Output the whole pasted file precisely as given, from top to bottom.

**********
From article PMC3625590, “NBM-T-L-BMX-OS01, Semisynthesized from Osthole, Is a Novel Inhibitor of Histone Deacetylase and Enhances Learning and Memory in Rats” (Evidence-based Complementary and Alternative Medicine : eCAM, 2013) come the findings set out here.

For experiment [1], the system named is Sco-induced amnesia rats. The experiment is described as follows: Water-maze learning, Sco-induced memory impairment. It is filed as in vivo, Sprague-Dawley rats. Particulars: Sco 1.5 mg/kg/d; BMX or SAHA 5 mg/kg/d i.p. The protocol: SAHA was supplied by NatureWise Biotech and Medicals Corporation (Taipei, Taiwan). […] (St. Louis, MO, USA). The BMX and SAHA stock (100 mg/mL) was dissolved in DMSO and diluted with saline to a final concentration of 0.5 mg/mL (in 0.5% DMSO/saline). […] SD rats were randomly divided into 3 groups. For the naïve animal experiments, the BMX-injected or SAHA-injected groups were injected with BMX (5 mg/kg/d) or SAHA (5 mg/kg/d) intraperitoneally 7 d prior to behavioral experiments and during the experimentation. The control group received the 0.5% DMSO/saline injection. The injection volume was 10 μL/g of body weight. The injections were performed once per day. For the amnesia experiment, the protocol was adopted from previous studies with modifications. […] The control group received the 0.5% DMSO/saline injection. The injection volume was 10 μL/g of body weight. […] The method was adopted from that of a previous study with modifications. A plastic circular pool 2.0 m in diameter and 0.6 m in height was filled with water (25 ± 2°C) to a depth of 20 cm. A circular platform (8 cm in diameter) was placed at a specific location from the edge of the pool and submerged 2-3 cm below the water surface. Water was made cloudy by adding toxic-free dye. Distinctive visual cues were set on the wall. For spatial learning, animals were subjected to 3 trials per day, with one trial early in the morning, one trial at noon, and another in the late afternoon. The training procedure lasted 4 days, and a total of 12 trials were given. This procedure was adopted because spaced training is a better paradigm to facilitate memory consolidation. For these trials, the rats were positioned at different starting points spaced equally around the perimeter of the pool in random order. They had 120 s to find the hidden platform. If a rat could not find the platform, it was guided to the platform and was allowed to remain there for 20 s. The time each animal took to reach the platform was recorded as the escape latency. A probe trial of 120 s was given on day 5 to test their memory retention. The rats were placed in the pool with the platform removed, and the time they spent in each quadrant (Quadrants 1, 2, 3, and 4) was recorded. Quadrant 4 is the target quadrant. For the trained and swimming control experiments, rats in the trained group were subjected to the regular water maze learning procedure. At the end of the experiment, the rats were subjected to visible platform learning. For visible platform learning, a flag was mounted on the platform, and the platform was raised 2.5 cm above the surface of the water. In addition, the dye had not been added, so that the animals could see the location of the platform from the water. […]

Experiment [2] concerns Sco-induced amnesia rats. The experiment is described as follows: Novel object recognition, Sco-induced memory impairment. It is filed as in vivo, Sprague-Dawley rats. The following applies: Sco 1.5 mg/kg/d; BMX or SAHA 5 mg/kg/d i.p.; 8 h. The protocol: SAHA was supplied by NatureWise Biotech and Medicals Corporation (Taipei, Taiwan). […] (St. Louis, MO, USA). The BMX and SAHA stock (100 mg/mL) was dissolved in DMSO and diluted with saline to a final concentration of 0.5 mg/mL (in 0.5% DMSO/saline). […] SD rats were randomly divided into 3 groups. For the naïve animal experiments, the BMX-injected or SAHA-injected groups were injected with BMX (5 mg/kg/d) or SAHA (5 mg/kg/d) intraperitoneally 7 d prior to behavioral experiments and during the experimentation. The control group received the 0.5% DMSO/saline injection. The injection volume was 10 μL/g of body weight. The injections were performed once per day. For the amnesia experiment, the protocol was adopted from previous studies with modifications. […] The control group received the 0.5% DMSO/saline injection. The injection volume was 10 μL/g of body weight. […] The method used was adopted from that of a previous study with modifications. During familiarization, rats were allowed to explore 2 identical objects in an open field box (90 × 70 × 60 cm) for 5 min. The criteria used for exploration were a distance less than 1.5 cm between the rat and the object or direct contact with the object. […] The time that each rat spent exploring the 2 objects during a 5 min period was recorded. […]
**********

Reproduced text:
From article PMC3625590, “NBM-T-L-BMX-OS01, Semisynthesized from Osthole, Is a Novel Inhibitor of Histone Deacetylase and Enhances Learning and Memory in Rats” (Evidence-based Complementary and Alternative Medicine : eCAM, 2013) come the findings set out here.

For experiment [1], the system named is Sco-induced amnesia rats. The experiment is described as follows: Water-maze learning, Sco-induced memory impairment. It is filed as in vivo, Sprague-Dawley rats. Particulars: Sco 1.5 mg/kg/d; BMX or SAHA 5 mg/kg/d i.p. The protocol: SAHA was supplied by NatureWise Biotech and Medicals Corporation (Taipei, Taiwan). […] (St. Louis, MO, USA). The BMX and SAHA stock (100 mg/mL) was dissolved in DMSO and diluted with saline to a final concentration of 0.5 mg/mL (in 0.5% DMSO/saline). […] SD rats were randomly divided into 3 groups. For the naïve animal experiments, the BMX-injected or SAHA-injected groups were injected with BMX (5 mg/kg/d) or SAHA (5 mg/kg/d) intraperitoneally 7 d prior to behavioral experiments and during the experimentation. The control group received the 0.5% DMSO/saline injection. The injection volume was 10 μL/g of body weight. The injections were performed once per day. For the amnesia experiment, the protocol was adopted from previous studies with modifications. […] The control group received the 0.5% DMSO/saline injection. The injection volume was 10 μL/g of body weight. […] The method was adopted from that of a previous study with modifications. A plastic circular pool 2.0 m in diameter and 0.6 m in height was filled with water (25 ± 2°C) to a depth of 20 cm. A circular platform (8 cm in diameter) was placed at a specific location from the edge of the pool and submerged 2-3 cm below the water surface. Water was made cloudy by adding toxic-free dye. Distinctive visual cues were set on the wall. For spatial learning, animals were subjected to 3 trials per day, with one trial early in the morning, one trial at noon, and another in the late afternoon. The training procedure lasted 4 days, and a total of 12 trials were given. This procedure was adopted because spaced training is a better paradigm to facilitate memory consolidation. For these trials, the rats were positioned at different starting points spaced equally around the perimeter of the pool in random order. They had 120 s to find the hidden platform. If a rat could not find the platform, it was guided to the platform and was allowed to remain there for 20 s. The time each animal took to reach the platform was recorded as the escape latency. A probe trial of 120 s was given on day 5 to test their memory retention. The rats were placed in the pool with the platform removed, and the time they spent in each quadrant (Quadrants 1, 2, 3, and 4) was recorded. Quadrant 4 is the target quadrant. For the trained and swimming control experiments, rats in the trained group were subjected to the regular water maze learning procedure. At the end of the experiment, the rats were subjected to visible platform learning. For visible platform learning, a flag was mounted on the platform, and the platform was raised 2.5 cm above the surface of the water. In addition, the dye had not been added, so that the animals could see the location of the platform from the water. […]

Experiment [2] concerns Sco-induced amnesia rats. The experiment is described as follows: Novel object recognition, Sco-induced memory impairment. It is filed as in vivo, Sprague-Dawley rats. The following applies: Sco 1.5 mg/kg/d; BMX or SAHA 5 mg/kg/d i.p.; 8 h. The protocol: SAHA was supplied by NatureWise Biotech and Medicals Corporation (Taipei, Taiwan). […] (St. Louis, MO, USA). The BMX and SAHA stock (100 mg/mL) was dissolved in DMSO and diluted with saline to a final concentration of 0.5 mg/mL (in 0.5% DMSO/saline). […] SD rats were randomly divided into 3 groups. For the naïve animal experiments, the BMX-injected or SAHA-injected groups were injected with BMX (5 mg/kg/d) or SAHA (5 mg/kg/d) intraperitoneally 7 d prior to behavioral experiments and during the experimentation. The control group received the 0.5% DMSO/saline injection. The injection volume was 10 μL/g of body weight. The injections were performed once per day. For the amnesia experiment, the protocol was adopted from previous studies with modifications. […] The control group received the 0.5% DMSO/saline injection. The injection volume was 10 μL/g of body weight. […] The method used was adopted from that of a previous study with modifications. During familiarization, rats were allowed to explore 2 identical objects in an open field box (90 × 70 × 60 cm) for 5 min. The criteria used for exploration were a distance less than 1.5 cm between the rat and the object or direct contact with the object. […] The time that each rat spent exploring the 2 objects during a 5 min period was recorded. […]